A deep depth of field (DoF) means having the entire frame in focus. Both foreground and background are sharp and clear, and the viewer can see all the details in the frame. When you use a deep depth of field you can’t hide anything and it’s much more difficult to create well-balanced compositions. However, some photographers prefer to use a deep DoF because, despite its challenges, a deep depth of field has some really strong points.
The benefits of using a deep depth of field
A deep DoF allows you to make the entire scenery visible and sometimes this is exactly what you need. Large subjects such as landscapes, cityscapes, architectural scenes, and family photos are just some of the subject matters that benefit from using a deep DoF. Moreover, a deep DoF provides context for your subject. It’s very similar to the way writers localize the character before building the plot. The viewer wants to know everything about the character and having a clear background gives you space to add extra elements. For example, you can add a location or a temporal element.
Other benefits of using a deep DoF are:
- Flattens the scene and makes objects seem closer to each other
- Emphasizes geometric elements such as lines and patterns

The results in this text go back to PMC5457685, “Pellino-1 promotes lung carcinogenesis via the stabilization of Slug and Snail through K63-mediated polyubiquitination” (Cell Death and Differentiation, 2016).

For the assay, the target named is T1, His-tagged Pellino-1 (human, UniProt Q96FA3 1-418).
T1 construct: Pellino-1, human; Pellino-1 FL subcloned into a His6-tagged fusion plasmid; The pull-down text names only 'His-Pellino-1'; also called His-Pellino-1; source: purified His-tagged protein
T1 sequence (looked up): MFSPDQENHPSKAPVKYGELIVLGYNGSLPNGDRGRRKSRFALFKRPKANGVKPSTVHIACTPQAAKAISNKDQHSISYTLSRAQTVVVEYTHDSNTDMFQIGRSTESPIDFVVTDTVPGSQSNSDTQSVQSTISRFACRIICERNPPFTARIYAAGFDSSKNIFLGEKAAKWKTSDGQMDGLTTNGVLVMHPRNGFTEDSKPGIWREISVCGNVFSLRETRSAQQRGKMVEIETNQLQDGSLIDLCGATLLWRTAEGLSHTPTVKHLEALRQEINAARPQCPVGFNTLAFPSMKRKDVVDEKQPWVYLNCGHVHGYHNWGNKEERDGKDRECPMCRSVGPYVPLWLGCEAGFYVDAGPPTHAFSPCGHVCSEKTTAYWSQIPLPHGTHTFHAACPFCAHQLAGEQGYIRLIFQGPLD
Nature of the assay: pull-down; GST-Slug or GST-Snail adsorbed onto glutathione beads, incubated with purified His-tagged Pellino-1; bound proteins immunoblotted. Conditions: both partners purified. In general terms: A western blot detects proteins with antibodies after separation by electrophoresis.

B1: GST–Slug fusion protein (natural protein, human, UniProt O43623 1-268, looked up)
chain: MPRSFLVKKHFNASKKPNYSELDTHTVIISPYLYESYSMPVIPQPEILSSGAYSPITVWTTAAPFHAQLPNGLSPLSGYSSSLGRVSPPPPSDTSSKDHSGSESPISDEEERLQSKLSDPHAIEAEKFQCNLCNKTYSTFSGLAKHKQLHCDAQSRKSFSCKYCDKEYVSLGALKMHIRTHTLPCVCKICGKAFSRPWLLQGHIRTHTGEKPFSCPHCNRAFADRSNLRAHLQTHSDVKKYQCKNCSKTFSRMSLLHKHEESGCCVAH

- Creates visual narratives and provides more than one interesting area
How to achieve a deep depth of field
To achieve a deep DoF you need a small aperture (a large f-number, 16 or larger). This means less light coming into the lens. Therefore, you need to compensate with slow shutter speeds and high ISO to avoid underexposed images. A deep DoF can be also achieved by putting a large distance between the camera and the subject or by using a lens with a short focal length. For example, is much easier to achieve a deep DoF when you photograph a vast landscape from far away or use a mobile phone camera that has a very short focal length. You can also achieve this in post with a technique called focus stacking. Nick Page does a good job explaining Focus Stacking here. Thomas Heaton has a video about it here.
When to use a deep depth of field
A deep DoF is perfect for wide scenery such as landscapes, panoramas, and cityscapes. You can use it for night scenery, a large group of people, and architectural details too. Nevertheless, a deep DoF is also useful when you want to create more artistic compositions and carefully choose each element that enters the frame. A good example is food photography. The dimensions of the subject don’t matter anymore. Another good example is the artful game of light, shadows, colors, and silhouettes of Jeff Karp, in which there’s no place for blurring.
Photography is a challenging art. You get to work in uncontrolled conditions, with unknown subjects. Still, you have to find the best perspective, know the unseen story, and fill the frame with essential elements to convey the right message. It’s hard but it’s so beautiful and rewarding!